Northumberland Football League tells parents 'no place for abuse' on sidelines at youth matches

The sanctions follow a rise in reports of 'abuse' towards referees by parents, players and staff. Credit: PA

A North East grassroots football league is threatening to ban teams from playing after an "incredible amount" of abusive behaviour from parents, players and staff.

Northumberland Football League, one of the largest youth leagues in the country, has warned that all member clubs found guilty of disrespecting officials will be removed from fixtures.

It follows a rise in reports of abuse towards referees by parents, players and staff.

In a statement posted to X, formerly Twitter, Lee Scott, Northumberland Football League secretary, said: "The behaviour and conduct of far too many players, managers, coaches, and spectators is the worst we have ever seen in the history of the Northumberland Football League.

"The discipline reports coming in over the first 10 weeks of the season, just to Northumberland Football Leagues, have given us and the County FA an incredible amount of work, on top of everything else we do to keep you playing football.

"I am not going to lecture adults on how they should behave, it's not my job to teach you the difference between right and wrong, but what I will say is THIS BEHAVIOUR STOPS, AND IT STOPS NOW!"

The sanctions could force junior teams to forfeit their place in cups and competitions.

Parents found to be acting in an unsuitable manner, particularly shouting at, verbally or physically abusing any referee, steward, league official, venue staff or opposition coaches will be permanently banned from spectating.

The new rules will be in effect from Saturday 18 November, the youth league's board announced.

Mr Scott continued: "This is children’s football - there is no place for abuse of any type - if you cannot watch a group of children playing football without feeling the need to abuse/shout at a child be they a player or a referee, or you cannot spend an hour and a half without swearing at the opposition coach or confronting a group of parents - then please ask yourself if you have chosen the correct way to spend your weekends.

"We are a Respect League and respect towards players, the officials and each other is the minimum standard which we will accept - NO RESPECT = NO GAME."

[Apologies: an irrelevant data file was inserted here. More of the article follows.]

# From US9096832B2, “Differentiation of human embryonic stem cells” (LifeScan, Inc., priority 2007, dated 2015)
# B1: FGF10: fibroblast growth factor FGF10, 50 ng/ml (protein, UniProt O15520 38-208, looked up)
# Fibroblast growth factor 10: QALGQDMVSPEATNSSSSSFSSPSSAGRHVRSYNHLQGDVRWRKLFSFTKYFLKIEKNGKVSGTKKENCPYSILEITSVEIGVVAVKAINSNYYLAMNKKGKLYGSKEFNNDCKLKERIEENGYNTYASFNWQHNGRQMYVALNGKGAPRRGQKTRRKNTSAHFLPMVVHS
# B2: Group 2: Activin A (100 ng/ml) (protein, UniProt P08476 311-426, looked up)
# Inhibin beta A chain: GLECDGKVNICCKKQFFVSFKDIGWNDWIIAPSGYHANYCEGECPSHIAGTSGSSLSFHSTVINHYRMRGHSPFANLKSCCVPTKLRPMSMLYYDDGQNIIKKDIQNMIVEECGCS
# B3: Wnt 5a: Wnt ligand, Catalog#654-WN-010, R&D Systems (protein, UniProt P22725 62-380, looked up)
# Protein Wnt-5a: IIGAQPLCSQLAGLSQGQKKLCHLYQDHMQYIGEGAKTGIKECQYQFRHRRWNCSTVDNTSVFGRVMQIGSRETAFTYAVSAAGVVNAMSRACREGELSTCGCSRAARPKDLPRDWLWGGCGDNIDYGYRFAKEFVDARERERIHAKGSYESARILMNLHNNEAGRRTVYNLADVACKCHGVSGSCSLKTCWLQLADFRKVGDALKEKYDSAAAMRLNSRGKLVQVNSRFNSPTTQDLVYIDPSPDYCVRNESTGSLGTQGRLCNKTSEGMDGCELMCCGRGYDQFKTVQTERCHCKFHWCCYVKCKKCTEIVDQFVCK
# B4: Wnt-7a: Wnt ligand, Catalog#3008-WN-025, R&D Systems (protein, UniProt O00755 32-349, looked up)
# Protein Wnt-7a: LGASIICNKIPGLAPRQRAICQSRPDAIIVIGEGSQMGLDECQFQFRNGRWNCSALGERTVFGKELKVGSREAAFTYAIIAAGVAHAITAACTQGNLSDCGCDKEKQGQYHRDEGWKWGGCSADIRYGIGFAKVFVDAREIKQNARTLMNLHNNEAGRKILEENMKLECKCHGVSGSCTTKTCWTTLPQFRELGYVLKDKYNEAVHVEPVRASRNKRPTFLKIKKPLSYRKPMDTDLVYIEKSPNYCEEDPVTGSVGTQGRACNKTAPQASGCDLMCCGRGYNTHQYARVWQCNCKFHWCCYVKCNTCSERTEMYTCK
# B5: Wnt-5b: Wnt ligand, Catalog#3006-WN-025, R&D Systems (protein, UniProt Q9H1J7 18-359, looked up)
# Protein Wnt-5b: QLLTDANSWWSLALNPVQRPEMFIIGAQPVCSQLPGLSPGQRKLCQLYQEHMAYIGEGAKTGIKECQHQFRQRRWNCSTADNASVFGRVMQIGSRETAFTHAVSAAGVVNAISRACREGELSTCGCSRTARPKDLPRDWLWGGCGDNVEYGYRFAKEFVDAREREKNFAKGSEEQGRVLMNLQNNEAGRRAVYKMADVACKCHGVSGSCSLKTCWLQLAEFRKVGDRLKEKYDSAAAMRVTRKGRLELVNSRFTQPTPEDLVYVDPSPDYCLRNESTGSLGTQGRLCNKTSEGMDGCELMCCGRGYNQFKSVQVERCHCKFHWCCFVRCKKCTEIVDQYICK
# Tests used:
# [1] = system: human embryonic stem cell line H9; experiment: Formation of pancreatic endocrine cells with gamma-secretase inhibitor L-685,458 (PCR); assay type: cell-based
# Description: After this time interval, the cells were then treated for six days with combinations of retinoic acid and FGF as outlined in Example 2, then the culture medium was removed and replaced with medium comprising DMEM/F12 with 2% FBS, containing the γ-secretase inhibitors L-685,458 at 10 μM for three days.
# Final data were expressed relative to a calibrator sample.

The statement was concluded with the hashtag "enough is enough".

Last year Northumberland Football Association (FA) joined forces with TeamGrassroots to promote its ‘100 per cent positive’ campaign which encouraged players to respect referees' decisions.

In response to the league's statement, Northumberland FA said 80 misconduct charges have been raised from over 3000 matches played across adult and youth leagues since the start of this season.

They said with 226 misconduct charges were raised last season, with 97% of incidents proven and dealt with accordingly at disciplinary hearings.

Northumberland FA told ITV Tyne Tees: "Any instances of poor behaviour cannot be tolerated. It is the responsibility of everyone in the game to report where they have observed poor behaviour so we can address this.

“Our staff team at Northumberland FA conducts regular visits to matchdays and training sessions to observe behaviour and provide appropriate guidance and action if required.

“We also provide ongoing support to our young, affiliated referees, providing them with individual advice and support, plus training and education on how to manage matches and address any challenging behaviour."

The association's Respect and Reward scheme allows referees to score the behaviour of players, coaches and spectators. The average score from last season was 9.1 out of 10, from over 1000 entries.

The upcoming launch of a ‘mystery shopper’ style pilot scheme will also see officials conduct match day visits to observe the behaviour of players, coaches and spectators.

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